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Marshawn Lynch Defined an Era of Seahawks Football

Marshawn Lynch

Beastmode, as Marshawn Lynch put it, was a lifestyle.

It also defined an era of Seahawks football that can still be felt today, three seasons after his departure from Seattle.

Marshawn Lynch decided to officially hang up his cleats this time, no not in the fashion he did in 2016 when posting this infamous tweet.  The 33-year-old power-back is calling it a career.

The goal of this article is not to regurgitate his career statistics for you to go “huh, cool!” You can go here for that. Lynch’s real value was the impact he made on Pete Carroll’s philosophical approach to coaching and the Seahawks. How he established the foundation of the underdog Seahawks and finally, how he defined an era.

Where it all started

The Buffalo Bills traded Marshawn Lynch after three seasons in Buffalo opting instead to go with C.J. Spiller and Fred Jackson. They would receive a fourth and seventh-round pick in return from Seattle. In 2010, Head Coach Pete Carroll & General Manager John Schneider were just beginning to lay the foundation of what would be a team made up of cast-offs, outcasts and a multitude of players with chips on their shoulders.

Carroll or Schneider didn’t know it at the time but Lynch would be the heart and soul of the attitude they were curating in the Pacific Northwest. 2010 is longer ago than people remember; this was pre-Russell Wilson, Richard Sherman, Doug Baldwin, Michael Bennett, Bobby Wagner, and Cliff Avril.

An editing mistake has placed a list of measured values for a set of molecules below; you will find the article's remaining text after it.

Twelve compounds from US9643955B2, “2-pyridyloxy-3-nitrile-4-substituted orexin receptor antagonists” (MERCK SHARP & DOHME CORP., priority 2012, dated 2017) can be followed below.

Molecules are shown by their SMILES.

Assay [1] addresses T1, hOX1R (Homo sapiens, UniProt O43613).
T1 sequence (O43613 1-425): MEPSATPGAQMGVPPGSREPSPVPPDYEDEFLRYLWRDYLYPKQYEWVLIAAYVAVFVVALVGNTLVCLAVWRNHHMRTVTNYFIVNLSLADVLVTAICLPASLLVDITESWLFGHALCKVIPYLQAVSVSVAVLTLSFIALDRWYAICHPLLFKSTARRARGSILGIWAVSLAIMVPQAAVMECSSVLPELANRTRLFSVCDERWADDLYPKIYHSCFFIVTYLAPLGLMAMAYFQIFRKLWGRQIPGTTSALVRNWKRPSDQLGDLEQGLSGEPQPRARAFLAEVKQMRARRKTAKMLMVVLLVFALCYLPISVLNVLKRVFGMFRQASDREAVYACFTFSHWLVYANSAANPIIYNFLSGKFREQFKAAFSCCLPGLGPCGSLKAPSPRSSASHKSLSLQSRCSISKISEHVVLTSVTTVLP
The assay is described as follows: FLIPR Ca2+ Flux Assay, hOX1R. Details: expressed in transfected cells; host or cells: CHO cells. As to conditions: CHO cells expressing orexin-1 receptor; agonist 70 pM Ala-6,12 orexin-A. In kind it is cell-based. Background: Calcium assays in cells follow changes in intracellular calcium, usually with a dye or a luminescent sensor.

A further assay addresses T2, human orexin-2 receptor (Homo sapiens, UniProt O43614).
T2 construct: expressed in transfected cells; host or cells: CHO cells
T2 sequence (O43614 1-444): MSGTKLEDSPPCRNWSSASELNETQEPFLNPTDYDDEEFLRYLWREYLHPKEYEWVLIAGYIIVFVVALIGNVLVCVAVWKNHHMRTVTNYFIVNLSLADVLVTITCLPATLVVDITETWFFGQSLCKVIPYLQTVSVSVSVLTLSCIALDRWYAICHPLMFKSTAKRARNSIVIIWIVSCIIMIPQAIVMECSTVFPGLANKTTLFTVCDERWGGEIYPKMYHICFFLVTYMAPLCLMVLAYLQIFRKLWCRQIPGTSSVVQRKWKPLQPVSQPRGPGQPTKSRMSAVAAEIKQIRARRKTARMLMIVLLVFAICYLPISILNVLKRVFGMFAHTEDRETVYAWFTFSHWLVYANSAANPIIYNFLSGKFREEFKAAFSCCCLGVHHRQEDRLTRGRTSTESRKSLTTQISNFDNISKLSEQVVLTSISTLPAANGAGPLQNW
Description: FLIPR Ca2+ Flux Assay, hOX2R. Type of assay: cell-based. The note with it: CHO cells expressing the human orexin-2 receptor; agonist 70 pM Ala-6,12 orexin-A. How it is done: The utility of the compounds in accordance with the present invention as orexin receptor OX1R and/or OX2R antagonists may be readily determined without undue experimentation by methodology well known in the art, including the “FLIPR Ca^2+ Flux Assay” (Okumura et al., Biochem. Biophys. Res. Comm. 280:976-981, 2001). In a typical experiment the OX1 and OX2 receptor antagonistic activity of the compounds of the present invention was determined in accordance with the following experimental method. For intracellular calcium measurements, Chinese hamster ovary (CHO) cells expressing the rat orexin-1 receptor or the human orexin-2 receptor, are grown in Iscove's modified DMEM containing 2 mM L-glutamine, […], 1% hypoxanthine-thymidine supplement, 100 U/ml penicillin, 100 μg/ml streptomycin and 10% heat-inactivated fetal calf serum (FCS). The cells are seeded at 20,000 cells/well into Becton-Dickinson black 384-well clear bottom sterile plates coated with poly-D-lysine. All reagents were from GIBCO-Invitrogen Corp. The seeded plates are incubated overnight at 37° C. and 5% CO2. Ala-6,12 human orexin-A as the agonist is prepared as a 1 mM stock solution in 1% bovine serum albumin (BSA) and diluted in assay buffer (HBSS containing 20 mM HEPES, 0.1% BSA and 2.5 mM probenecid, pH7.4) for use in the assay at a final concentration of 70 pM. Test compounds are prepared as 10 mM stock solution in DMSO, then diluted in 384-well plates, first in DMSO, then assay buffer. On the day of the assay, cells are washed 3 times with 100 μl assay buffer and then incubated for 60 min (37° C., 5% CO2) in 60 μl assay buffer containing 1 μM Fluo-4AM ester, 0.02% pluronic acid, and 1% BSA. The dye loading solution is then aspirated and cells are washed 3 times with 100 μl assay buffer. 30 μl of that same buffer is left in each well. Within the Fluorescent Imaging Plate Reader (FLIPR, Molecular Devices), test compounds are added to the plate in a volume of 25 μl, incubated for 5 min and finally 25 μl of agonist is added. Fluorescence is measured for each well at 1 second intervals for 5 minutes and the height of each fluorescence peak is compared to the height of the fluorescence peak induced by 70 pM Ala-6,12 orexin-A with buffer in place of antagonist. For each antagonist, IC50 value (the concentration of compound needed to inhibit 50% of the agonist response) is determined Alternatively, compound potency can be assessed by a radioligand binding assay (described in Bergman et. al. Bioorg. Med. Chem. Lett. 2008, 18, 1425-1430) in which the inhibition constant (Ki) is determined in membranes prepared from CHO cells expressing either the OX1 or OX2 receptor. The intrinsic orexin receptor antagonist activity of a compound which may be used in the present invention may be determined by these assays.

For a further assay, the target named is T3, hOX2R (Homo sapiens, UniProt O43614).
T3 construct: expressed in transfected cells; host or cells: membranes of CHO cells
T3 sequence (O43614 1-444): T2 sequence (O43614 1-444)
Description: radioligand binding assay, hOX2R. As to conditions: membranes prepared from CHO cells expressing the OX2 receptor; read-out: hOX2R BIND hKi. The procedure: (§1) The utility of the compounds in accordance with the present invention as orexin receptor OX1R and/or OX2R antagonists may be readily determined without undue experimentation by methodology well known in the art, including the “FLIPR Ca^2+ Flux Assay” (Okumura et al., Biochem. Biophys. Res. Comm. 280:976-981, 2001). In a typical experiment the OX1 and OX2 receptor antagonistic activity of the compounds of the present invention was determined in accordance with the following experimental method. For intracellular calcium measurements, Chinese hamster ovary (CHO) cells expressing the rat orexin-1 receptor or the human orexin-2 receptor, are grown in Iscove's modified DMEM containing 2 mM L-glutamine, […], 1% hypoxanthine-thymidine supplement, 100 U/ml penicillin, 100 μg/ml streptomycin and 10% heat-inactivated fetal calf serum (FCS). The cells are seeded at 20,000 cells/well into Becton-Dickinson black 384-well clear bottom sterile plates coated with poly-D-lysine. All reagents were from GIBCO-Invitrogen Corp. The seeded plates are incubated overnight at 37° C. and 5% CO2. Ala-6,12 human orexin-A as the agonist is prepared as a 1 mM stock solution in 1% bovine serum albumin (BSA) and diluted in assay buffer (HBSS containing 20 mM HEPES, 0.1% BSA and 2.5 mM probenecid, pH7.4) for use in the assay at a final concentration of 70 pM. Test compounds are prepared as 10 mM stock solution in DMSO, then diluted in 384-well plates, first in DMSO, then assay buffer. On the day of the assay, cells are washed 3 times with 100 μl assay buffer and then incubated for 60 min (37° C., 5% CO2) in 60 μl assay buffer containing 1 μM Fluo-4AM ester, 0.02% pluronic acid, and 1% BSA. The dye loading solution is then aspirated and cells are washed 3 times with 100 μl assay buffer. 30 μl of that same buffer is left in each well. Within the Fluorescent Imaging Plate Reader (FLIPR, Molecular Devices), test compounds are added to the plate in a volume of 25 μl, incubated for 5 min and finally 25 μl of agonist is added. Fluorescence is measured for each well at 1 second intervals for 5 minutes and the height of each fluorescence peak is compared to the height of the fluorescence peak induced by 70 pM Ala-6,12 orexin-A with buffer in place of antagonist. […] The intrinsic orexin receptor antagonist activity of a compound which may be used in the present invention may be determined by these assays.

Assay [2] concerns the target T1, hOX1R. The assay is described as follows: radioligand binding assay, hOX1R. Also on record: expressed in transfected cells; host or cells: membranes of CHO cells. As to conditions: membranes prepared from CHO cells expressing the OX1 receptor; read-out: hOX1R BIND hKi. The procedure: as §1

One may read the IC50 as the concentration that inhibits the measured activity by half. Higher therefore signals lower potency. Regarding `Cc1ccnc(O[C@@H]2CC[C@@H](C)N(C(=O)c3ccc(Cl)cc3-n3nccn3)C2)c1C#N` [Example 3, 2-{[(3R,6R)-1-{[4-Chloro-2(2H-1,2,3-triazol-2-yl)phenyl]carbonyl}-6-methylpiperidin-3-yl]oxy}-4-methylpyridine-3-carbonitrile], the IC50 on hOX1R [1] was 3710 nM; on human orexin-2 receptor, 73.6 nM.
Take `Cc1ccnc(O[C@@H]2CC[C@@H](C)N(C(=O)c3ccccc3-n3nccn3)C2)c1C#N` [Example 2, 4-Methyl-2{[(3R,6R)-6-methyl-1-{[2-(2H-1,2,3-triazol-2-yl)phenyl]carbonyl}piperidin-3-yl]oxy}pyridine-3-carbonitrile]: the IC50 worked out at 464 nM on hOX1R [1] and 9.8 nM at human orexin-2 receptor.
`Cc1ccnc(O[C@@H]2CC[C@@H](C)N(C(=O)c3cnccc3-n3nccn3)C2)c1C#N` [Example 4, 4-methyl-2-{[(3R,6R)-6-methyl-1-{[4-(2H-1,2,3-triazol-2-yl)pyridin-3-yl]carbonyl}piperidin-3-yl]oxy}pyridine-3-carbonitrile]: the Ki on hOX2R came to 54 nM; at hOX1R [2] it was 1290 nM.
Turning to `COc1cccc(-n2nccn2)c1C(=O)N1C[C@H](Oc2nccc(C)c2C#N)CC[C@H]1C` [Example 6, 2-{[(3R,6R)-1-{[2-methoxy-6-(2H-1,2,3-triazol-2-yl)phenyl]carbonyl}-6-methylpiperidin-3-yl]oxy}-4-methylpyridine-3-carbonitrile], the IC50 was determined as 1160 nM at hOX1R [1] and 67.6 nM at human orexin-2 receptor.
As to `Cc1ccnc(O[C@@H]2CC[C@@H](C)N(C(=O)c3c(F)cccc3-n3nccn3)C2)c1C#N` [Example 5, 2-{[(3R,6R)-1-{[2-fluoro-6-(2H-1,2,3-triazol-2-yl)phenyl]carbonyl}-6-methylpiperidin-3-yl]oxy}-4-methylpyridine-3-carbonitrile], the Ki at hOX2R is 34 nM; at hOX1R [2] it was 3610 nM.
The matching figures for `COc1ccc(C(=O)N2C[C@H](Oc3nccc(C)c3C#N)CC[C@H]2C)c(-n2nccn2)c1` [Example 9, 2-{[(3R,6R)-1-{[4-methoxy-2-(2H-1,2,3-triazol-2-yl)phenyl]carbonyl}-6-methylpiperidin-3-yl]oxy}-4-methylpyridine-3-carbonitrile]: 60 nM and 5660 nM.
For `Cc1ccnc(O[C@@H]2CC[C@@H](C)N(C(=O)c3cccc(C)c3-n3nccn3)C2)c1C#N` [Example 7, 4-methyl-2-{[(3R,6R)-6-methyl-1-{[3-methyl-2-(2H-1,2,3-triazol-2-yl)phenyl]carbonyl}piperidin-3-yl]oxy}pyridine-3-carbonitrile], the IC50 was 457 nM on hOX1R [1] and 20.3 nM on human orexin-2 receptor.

Earl Thomas was the shining star on defence as a rookie and Kam Chancellor was learning in the shadows behind veteran safety, Lawyer Milloy. Matt Hasselbeck and Charlie Whitehurst were trading reps under center and the Seahawks were coming off of 4-12 and 5-11 seasons in 2008 and 2009 respectively.

The Seahawks were embarking on the most fruitful era in franchise history and no one had a clue. And it started by going 7-9 in 2010 and upsetting the defending champion New Orleans Saints. (Due to NFL copyright issues I can’t embed the touchdown run against the Saints but you can find the video here).

The Legend Grows

The Seahawks jumped out to a slow start in 2011, post-beastquake. Throughout the first half of the season, Seattle mustered just a 2-6 record. The run game was struggling as well. Through the first eight weeks, Lynch managed just 263 yards and three touchdowns. However, the final nine weeks would see Lynch go for 941 yards and nine touchdowns. Despite a 7-9 finish in 2011 and missing the playoffs, the Seahawks established their identity.

Speaking of identity

2011 was just Carroll’s second season as head coach for the Seahawks. He was churning through player transactions trying to find the right pieces that fit his vision for the team. You can find more on Carroll’s philosophy here. At this juncture, however, the Seahawks needed a leader.

Lynch was a man of few words (more on that later). It’s cliche but Lynch let his play do the talking. Turning one-yard losses into five-yard gains and broken plays into touchdowns. Ironically enough, Lynch and Carroll philosophically clashed as Lynch would let it be known in an interview last year with Matt Barnes.